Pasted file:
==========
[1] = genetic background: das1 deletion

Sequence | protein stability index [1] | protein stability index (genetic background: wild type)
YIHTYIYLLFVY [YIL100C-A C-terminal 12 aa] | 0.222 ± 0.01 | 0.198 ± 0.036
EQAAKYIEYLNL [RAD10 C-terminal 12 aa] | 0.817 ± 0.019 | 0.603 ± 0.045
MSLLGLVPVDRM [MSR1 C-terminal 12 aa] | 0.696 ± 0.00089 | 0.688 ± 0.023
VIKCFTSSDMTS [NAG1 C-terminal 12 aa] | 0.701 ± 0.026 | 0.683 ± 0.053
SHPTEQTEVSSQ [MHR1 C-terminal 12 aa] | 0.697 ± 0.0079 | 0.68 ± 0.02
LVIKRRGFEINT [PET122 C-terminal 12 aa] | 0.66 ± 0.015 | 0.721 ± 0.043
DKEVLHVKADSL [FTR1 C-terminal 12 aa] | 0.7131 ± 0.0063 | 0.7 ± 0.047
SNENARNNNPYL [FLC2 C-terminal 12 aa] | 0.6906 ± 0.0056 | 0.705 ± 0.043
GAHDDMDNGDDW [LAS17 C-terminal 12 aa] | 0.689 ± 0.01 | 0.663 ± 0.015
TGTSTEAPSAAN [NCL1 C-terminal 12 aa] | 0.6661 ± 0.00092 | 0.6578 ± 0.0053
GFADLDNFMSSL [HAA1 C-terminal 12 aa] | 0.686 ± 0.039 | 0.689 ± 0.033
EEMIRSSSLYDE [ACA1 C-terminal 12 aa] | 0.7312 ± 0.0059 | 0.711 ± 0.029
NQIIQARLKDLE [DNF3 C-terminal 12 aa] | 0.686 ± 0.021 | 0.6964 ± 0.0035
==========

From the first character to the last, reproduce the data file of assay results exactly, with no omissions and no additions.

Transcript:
[1] = genetic background: das1 deletion

Sequence | protein stability index [1] | protein stability index (genetic background: wild type)
YIHTYIYLLFVY [YIL100C-A C-terminal 12 aa] | 0.222 ± 0.01 | 0.198 ± 0.036
EQAAKYIEYLNL [RAD10 C-terminal 12 aa] | 0.817 ± 0.019 | 0.603 ± 0.045
MSLLGLVPVDRM [MSR1 C-terminal 12 aa] | 0.696 ± 0.00089 | 0.688 ± 0.023
VIKCFTSSDMTS [NAG1 C-terminal 12 aa] | 0.701 ± 0.026 | 0.683 ± 0.053
SHPTEQTEVSSQ [MHR1 C-terminal 12 aa] | 0.697 ± 0.0079 | 0.68 ± 0.02
LVIKRRGFEINT [PET122 C-terminal 12 aa] | 0.66 ± 0.015 | 0.721 ± 0.043
DKEVLHVKADSL [FTR1 C-terminal 12 aa] | 0.7131 ± 0.0063 | 0.7 ± 0.047
SNENARNNNPYL [FLC2 C-terminal 12 aa] | 0.6906 ± 0.0056 | 0.705 ± 0.043
GAHDDMDNGDDW [LAS17 C-terminal 12 aa] | 0.689 ± 0.01 | 0.663 ± 0.015
TGTSTEAPSAAN [NCL1 C-terminal 12 aa] | 0.6661 ± 0.00092 | 0.6578 ± 0.0053
GFADLDNFMSSL [HAA1 C-terminal 12 aa] | 0.686 ± 0.039 | 0.689 ± 0.033
EEMIRSSSLYDE [ACA1 C-terminal 12 aa] | 0.7312 ± 0.0059 | 0.711 ± 0.029
NQIIQARLKDLE [DNF3 C-terminal 12 aa] | 0.686 ± 0.021 | 0.6964 ± 0.0035